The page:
Along with the typical front-line treatments of insulin and oral medication, a variety of strategies and technologies may help people with diabetes manage their blood sugars. It’s essential to consult your doctor before trying these—or any new diabetes management strategy.
1. Ditching carbs
Carbohydrates (simple and complex) are the main dietary culprit behind abnormal blood sugars. Fortunately, according to recent preliminary nutritional research, they may not be essential. For those with type 1 diabetes, lowering carb intake may lead to a flattening out of the blood-sugar rollercoaster that often goes with trying to match insulin doses to carb intake.
Low-carb diets also have tremendous therapeutic potential in the management of type 2 diabetes. Researchers caution, however, that long-term randomized, controlled clinical studies on the role of low-carbohydrate diets in diabetes management are needed to confirm efficacy and, most importantly, long-term safety.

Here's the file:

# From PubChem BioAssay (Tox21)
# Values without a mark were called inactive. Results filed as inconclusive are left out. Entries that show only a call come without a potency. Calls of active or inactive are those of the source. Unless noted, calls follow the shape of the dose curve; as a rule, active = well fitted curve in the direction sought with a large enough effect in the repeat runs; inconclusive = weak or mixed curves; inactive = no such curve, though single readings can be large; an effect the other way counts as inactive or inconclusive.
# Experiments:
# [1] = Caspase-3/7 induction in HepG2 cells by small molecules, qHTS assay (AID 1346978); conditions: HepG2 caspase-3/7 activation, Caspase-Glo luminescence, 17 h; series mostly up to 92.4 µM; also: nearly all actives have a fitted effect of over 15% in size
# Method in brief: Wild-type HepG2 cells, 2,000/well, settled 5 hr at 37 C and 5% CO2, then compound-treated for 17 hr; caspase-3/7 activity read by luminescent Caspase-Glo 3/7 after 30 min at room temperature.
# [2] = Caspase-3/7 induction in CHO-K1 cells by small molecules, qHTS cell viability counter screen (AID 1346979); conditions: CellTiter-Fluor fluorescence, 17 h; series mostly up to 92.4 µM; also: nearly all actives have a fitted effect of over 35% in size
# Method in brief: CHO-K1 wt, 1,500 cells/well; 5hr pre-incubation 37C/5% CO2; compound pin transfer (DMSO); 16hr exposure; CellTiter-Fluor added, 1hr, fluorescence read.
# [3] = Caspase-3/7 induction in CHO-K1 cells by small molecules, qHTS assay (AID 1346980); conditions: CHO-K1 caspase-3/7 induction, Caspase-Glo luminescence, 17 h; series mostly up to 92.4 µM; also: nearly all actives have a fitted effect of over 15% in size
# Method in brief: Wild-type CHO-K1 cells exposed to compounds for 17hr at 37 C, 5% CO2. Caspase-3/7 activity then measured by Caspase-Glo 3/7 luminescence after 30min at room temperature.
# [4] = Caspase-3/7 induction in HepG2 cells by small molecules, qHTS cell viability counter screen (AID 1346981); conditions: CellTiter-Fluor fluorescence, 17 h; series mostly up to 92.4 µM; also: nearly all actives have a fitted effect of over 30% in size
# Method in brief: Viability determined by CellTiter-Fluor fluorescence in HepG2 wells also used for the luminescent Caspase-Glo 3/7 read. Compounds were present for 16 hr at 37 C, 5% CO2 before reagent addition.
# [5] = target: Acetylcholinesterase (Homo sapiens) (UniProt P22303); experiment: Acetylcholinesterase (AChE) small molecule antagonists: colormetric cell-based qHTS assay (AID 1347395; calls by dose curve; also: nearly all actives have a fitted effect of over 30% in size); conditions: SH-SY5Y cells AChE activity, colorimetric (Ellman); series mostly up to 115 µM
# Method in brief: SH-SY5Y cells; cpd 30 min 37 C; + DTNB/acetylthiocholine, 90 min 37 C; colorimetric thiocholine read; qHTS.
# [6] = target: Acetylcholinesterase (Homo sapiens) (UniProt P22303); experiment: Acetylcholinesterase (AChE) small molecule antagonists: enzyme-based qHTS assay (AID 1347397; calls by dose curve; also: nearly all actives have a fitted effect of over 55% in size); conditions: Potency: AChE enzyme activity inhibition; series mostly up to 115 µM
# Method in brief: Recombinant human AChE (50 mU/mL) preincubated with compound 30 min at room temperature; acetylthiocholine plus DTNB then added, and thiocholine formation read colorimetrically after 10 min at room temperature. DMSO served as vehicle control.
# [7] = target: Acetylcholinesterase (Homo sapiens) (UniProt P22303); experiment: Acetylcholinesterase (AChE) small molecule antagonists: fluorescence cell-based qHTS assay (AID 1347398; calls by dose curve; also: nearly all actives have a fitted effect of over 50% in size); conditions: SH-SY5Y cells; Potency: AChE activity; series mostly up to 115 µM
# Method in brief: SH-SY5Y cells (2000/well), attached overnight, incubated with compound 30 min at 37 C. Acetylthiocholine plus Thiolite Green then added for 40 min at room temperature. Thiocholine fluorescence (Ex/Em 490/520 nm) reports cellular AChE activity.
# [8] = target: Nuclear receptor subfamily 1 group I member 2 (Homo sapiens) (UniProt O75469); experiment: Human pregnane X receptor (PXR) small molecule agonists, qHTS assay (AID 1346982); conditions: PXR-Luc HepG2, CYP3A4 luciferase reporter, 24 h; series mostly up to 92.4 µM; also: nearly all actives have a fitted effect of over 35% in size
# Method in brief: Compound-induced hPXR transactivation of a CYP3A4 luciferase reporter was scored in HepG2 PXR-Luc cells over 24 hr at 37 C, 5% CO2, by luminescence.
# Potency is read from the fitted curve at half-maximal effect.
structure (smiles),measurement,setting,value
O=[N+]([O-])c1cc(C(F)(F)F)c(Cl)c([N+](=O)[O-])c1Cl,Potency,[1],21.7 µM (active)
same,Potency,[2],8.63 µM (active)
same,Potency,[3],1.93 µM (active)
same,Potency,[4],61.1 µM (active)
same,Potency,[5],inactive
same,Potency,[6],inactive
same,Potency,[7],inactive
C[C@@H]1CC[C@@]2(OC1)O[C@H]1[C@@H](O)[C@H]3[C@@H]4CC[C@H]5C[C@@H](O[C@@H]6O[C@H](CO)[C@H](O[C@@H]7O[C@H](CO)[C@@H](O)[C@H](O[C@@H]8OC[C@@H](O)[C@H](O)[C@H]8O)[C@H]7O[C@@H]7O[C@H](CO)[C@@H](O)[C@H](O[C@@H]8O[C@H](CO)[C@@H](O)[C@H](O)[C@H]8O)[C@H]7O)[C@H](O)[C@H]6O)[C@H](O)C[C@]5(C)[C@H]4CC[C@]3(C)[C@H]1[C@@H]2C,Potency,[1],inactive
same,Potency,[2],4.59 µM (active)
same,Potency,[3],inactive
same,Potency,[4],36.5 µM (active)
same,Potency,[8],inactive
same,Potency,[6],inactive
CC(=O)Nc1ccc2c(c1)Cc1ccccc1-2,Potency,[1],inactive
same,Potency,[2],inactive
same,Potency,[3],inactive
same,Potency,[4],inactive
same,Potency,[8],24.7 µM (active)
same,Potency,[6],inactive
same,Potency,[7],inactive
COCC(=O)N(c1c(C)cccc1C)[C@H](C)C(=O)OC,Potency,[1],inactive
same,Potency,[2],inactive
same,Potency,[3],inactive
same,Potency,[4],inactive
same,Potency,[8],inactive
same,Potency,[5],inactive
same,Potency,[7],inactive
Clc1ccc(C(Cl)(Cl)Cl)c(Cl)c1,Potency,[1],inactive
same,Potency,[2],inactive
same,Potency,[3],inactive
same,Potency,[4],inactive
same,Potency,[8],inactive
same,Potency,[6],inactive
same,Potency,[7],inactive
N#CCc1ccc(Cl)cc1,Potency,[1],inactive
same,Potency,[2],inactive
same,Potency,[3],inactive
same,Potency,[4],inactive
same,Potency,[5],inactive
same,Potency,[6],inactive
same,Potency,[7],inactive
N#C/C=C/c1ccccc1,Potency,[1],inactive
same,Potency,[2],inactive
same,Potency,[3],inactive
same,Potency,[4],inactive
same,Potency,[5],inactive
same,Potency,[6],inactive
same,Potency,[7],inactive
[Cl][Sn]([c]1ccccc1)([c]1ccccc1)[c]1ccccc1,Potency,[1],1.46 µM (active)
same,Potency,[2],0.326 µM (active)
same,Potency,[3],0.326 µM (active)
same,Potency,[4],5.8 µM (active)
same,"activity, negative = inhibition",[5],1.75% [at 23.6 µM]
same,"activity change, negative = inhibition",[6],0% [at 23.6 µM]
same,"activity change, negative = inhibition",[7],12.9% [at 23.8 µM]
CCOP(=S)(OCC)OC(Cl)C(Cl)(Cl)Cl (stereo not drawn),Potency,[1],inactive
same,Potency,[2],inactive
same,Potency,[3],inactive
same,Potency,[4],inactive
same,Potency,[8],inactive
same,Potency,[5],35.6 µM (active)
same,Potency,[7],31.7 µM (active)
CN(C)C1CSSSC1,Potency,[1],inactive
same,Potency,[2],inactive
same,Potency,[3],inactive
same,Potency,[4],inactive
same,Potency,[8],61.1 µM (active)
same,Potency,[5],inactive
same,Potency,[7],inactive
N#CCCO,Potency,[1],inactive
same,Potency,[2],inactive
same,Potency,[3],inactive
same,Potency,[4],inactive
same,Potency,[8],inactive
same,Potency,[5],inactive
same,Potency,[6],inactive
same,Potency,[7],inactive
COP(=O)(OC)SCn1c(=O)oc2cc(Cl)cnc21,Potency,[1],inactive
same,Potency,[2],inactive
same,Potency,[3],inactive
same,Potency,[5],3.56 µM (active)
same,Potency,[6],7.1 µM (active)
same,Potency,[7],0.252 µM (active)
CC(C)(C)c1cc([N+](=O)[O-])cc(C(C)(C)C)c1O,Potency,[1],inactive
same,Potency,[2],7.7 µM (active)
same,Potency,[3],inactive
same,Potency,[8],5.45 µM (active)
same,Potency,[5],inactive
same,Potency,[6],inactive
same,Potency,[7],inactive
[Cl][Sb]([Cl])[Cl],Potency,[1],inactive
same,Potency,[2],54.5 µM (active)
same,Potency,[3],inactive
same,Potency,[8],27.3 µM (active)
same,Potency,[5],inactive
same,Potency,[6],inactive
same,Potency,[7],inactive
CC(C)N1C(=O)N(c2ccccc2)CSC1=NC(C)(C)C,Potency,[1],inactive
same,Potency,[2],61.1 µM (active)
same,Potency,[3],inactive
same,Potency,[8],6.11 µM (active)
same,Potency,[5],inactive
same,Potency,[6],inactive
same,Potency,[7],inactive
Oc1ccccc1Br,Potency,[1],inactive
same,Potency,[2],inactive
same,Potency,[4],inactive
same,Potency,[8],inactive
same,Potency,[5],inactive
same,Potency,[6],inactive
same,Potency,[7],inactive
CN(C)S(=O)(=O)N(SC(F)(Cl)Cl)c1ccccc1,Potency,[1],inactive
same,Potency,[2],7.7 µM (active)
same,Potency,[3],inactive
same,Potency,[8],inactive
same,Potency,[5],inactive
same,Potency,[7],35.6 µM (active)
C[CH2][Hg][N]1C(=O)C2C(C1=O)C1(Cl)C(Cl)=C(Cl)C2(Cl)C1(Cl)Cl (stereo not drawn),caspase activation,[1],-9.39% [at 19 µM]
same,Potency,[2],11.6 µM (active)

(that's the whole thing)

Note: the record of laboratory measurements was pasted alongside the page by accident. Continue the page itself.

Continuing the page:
2. Navigating by continuous glucose monitoring (CGM)
CGM is the GPS of blood sugar tracking. CGM systems record glucose levels at five-minute intervals, with most versions providing real-time high and low alerts. The technology is futuristic: a subcutaneous sensor connects to a small external transmitter, which sends readings to a smartphone app or insulin pump. Compared to conventional spot checks with a glucometer, the data generated by CGM allows for more proactive management, both in the moment and in response to general blood sugar patterns.
3. Shutting down
While the benefits of physical exercise for diabetes management are widely recognized, the importance of adequate sleep is often underestimated. Through a variety of mechanisms, insufficient sleep contributes to hyperglycemia—yet another reason to make getting our Zzzs a priority!
4. Finding friends
Isolation and health challenges are a terrible match. Whether it’s a multiday training camp for athletes with type 1 diabetes, a diabetes Meetup event, or a Facebook group geared to diabetic low-carbers, opportunities to connect with people who understand first-hand the challenges of living with diabetes are game changers par excellence.
A version of this article was published in the December 2019 issue of alive Canada with the title “Diabetes Game Changers.”